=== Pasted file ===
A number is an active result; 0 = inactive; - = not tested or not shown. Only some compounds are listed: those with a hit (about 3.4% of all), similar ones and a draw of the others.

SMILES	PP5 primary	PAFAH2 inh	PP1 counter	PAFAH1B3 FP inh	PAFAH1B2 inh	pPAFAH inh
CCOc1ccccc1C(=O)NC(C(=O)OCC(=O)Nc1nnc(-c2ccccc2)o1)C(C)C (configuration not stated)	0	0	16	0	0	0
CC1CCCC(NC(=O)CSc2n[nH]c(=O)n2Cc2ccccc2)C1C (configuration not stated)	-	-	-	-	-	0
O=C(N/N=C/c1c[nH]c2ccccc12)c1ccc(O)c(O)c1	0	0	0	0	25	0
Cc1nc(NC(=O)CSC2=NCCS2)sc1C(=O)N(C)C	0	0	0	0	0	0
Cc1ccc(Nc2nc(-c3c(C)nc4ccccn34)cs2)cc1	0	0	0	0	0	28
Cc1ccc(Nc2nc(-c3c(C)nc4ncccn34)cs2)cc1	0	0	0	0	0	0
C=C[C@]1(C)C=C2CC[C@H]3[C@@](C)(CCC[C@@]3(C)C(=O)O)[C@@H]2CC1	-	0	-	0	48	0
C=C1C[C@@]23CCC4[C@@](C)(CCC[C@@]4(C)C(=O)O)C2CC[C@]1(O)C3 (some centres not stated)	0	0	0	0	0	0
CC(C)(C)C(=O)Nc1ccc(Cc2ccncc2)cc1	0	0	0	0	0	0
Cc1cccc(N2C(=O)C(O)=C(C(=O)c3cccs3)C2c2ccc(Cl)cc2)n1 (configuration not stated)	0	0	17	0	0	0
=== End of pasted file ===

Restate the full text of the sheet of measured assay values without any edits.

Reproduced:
A number is an active result; 0 = inactive; - = not tested or not shown. Only some compounds are listed: those with a hit (about 3.4% of all), similar ones and a draw of the others.

SMILES	PP5 primary	PAFAH2 inh	PP1 counter	PAFAH1B3 FP inh	PAFAH1B2 inh	pPAFAH inh
CCOc1ccccc1C(=O)NC(C(=O)OCC(=O)Nc1nnc(-c2ccccc2)o1)C(C)C (configuration not stated)	0	0	16	0	0	0
CC1CCCC(NC(=O)CSc2n[nH]c(=O)n2Cc2ccccc2)C1C (configuration not stated)	-	-	-	-	-	0
O=C(N/N=C/c1c[nH]c2ccccc12)c1ccc(O)c(O)c1	0	0	0	0	25	0
Cc1nc(NC(=O)CSC2=NCCS2)sc1C(=O)N(C)C	0	0	0	0	0	0
Cc1ccc(Nc2nc(-c3c(C)nc4ccccn34)cs2)cc1	0	0	0	0	0	28
Cc1ccc(Nc2nc(-c3c(C)nc4ncccn34)cs2)cc1	0	0	0	0	0	0
C=C[C@]1(C)C=C2CC[C@H]3[C@@](C)(CCC[C@@]3(C)C(=O)O)[C@@H]2CC1	-	0	-	0	48	0
C=C1C[C@@]23CCC4[C@@](C)(CCC[C@@]4(C)C(=O)O)C2CC[C@]1(O)C3 (some centres not stated)	0	0	0	0	0	0
CC(C)(C)C(=O)Nc1ccc(Cc2ccncc2)cc1	0	0	0	0	0	0
Cc1cccc(N2C(=O)C(O)=C(C(=O)c3cccs3)C2c2ccc(Cl)cc2)n1 (configuration not stated)	0	0	17	0	0	0